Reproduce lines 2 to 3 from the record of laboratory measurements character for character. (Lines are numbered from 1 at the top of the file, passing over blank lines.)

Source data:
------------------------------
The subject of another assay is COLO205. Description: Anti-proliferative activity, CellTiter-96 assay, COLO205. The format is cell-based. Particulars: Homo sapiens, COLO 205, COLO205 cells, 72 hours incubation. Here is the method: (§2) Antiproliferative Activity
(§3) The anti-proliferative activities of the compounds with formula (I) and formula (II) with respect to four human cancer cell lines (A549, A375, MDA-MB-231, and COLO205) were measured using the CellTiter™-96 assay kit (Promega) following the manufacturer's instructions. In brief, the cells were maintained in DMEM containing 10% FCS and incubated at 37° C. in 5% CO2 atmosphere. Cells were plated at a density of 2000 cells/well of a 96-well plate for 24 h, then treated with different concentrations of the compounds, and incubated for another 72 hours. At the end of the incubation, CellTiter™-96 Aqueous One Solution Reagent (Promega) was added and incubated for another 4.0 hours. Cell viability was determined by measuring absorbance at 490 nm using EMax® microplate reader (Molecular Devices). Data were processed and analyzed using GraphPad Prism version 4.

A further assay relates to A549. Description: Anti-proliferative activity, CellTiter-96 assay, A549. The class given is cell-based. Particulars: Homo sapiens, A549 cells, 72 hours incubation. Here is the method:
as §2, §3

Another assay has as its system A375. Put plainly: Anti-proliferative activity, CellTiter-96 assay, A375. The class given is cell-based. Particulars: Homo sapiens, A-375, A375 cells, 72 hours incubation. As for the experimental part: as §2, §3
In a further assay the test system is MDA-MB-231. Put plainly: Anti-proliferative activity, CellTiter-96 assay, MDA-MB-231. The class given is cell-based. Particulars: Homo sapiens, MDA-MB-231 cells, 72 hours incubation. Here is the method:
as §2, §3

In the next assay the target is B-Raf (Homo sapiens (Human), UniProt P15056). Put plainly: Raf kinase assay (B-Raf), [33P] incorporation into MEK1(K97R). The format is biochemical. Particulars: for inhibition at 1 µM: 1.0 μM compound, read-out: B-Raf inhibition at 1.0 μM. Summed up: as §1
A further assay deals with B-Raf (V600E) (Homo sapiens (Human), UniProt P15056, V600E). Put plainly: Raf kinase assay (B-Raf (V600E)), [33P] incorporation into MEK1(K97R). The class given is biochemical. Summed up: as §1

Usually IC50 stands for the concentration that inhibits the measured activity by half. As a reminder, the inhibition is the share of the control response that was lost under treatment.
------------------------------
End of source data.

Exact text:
(§3) The anti-proliferative activities of the compounds with formula (I) and formula (II) with respect to four human cancer cell lines (A549, A375, MDA-MB-231, and COLO205) were measured using the CellTiter™-96 assay kit (Promega) following the manufacturer's instructions. In brief, the cells were maintained in DMEM containing 10% FCS and incubated at 37° C. in 5% CO2 atmosphere. Cells were plated at a density of 2000 cells/well of a 96-well plate for 24 h, then treated with different concentrations of the compounds, and incubated for another 72 hours. At the end of the incubation, CellTiter™-96 Aqueous One Solution Reagent (Promega) was added and incubated for another 4.0 hours. Cell viability was determined by measuring absorbance at 490 nm using EMax® microplate reader (Molecular Devices). Data were processed and analyzed using GraphPad Prism version 4.

A further assay relates to A549. Description: Anti-proliferative activity, CellTiter-96 assay, A549. The class given is cell-based. Particulars: Homo sapiens, A549 cells, 72 hours incubation. Here is the method: